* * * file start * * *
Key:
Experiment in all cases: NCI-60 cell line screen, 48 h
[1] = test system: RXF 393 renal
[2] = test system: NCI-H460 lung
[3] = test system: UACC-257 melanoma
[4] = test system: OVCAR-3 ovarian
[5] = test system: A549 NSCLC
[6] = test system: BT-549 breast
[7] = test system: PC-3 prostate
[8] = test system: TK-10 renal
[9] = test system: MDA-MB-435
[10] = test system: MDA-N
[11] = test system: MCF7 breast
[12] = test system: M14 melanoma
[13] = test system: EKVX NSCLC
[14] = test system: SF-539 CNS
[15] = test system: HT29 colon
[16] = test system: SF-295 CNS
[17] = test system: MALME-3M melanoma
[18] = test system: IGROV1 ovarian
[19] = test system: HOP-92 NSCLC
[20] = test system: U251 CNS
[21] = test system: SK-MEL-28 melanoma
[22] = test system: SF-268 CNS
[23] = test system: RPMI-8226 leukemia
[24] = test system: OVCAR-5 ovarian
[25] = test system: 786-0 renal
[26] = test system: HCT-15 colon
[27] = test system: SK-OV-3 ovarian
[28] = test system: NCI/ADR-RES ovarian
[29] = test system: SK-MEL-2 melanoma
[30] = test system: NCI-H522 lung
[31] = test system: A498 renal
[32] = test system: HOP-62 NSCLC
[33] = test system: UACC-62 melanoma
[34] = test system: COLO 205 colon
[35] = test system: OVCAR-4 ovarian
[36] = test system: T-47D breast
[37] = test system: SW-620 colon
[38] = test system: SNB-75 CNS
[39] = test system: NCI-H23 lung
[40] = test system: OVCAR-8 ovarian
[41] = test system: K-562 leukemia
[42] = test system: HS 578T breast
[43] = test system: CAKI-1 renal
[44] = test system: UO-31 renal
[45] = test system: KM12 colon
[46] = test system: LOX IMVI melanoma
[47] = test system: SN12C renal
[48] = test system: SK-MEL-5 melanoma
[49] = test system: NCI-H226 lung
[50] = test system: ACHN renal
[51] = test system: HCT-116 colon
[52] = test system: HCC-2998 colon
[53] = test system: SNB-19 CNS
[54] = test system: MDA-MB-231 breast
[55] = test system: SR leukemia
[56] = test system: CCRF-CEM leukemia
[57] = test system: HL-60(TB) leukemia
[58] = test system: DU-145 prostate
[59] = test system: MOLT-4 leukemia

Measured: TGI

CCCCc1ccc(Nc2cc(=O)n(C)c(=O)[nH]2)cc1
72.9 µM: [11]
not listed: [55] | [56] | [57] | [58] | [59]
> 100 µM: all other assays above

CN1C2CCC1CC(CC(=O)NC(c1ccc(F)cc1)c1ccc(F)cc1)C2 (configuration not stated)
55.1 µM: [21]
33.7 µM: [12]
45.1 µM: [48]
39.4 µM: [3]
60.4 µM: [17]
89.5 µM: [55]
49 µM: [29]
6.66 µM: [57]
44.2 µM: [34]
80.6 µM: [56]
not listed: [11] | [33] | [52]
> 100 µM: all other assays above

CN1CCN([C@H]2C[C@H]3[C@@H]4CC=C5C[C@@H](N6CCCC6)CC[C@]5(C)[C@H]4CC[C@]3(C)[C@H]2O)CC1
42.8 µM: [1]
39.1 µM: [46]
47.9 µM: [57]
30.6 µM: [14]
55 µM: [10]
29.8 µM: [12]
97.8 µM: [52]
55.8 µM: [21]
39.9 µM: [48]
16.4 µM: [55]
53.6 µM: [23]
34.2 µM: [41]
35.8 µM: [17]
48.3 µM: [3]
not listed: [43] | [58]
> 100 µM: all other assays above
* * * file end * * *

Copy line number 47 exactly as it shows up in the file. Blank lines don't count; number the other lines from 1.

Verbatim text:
[45] = test system: KM12 colon